The purpose of this exercise is to give students practice working with details and similes, as well as to reinforce the ideas of focus and development. You'll need enough good objects to have one object (placed in an opaque bag) for each group. A few of the objects should have similar
characteristics, such as a knife and scissors. Each group will get a bag
with an object in it, and they will have to describe it so that the other group
can guess what the object is based on the descriptions.
Setup for Object Lesson
Have your class divide into groups of four. One group member should
take an object from the grab bag. Tell the students not to show
their objects to the other groups. Then have them place the objects
where each member of their own groups can see them. Each group member should write a paragraph describing the object. Tell them not to
name the object if they know what it is. They should use as much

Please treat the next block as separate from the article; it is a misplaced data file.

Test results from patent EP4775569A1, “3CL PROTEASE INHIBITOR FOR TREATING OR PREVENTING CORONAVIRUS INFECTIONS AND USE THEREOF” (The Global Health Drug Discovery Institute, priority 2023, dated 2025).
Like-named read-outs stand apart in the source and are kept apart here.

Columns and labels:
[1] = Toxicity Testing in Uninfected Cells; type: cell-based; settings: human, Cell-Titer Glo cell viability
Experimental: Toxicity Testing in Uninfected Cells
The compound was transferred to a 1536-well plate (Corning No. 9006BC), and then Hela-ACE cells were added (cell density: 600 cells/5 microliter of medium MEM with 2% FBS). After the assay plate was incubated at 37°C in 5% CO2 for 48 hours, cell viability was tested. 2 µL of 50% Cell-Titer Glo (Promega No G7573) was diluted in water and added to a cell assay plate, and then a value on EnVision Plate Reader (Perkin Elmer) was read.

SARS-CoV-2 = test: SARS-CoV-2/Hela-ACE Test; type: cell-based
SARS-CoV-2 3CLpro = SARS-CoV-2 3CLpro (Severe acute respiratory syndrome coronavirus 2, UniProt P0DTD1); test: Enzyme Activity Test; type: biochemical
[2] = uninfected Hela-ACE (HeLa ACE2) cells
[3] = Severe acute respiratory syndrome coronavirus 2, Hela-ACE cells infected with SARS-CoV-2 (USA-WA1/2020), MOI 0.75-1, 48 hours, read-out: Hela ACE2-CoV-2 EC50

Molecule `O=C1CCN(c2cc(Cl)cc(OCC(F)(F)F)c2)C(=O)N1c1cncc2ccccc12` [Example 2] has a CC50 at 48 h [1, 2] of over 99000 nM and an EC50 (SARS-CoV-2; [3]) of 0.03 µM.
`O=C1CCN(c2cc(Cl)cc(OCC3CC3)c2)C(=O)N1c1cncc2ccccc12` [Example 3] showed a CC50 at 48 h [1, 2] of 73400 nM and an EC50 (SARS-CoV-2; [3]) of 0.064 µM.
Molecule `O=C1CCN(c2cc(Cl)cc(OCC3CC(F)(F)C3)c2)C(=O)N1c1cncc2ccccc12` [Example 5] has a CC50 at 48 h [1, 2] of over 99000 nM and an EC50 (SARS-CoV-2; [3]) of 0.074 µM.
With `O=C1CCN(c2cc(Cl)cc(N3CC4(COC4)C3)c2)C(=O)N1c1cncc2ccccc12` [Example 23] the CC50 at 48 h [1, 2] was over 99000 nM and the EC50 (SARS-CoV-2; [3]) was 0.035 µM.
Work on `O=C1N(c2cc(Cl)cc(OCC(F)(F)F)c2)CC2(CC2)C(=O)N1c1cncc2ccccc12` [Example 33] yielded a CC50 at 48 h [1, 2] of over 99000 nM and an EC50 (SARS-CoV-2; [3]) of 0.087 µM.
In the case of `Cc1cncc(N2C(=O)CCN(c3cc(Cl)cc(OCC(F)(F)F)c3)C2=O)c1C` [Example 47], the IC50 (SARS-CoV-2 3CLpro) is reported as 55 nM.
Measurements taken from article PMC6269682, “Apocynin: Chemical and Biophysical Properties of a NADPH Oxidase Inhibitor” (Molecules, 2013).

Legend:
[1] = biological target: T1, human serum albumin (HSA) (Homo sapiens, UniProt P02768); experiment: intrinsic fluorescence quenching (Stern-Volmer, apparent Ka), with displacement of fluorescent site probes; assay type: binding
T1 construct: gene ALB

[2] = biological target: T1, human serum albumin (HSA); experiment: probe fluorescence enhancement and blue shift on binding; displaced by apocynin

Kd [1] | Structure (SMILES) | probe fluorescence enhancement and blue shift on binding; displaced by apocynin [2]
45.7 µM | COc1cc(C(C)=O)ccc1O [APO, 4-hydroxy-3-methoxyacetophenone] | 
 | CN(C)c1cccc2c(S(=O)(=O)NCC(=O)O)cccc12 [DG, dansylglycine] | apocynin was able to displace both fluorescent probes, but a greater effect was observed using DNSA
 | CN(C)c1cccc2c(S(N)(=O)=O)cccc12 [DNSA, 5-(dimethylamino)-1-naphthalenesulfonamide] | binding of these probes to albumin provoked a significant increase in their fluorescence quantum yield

detail as possible in their descriptions, including sensory detail
about size, shape, color, weight, materials, etc. They may
want to make comparisons in their descriptions, such as
"It's the size of a _________, or the shape of a _________."
Collect the objects when they are finished, noting which group had what object.
Each group member should then exchange his/her paper
with someone in the next group. Everyone must then draw the object
based on the description they've been given.
After they have completed their drawings, pass back the
objects to the groups. Have students compare their drawings
with the objects themselves. Discuss the descriptions.
Which ones produced more "accurate" drawings and why?
Where was there good detail? What would have made descriptions better?
Time Saving Tip
To save time, instead of having them compare their papers, collect them.
Line up the objects on your desk. Then read a few of the papers and have
them guess which object it is describing.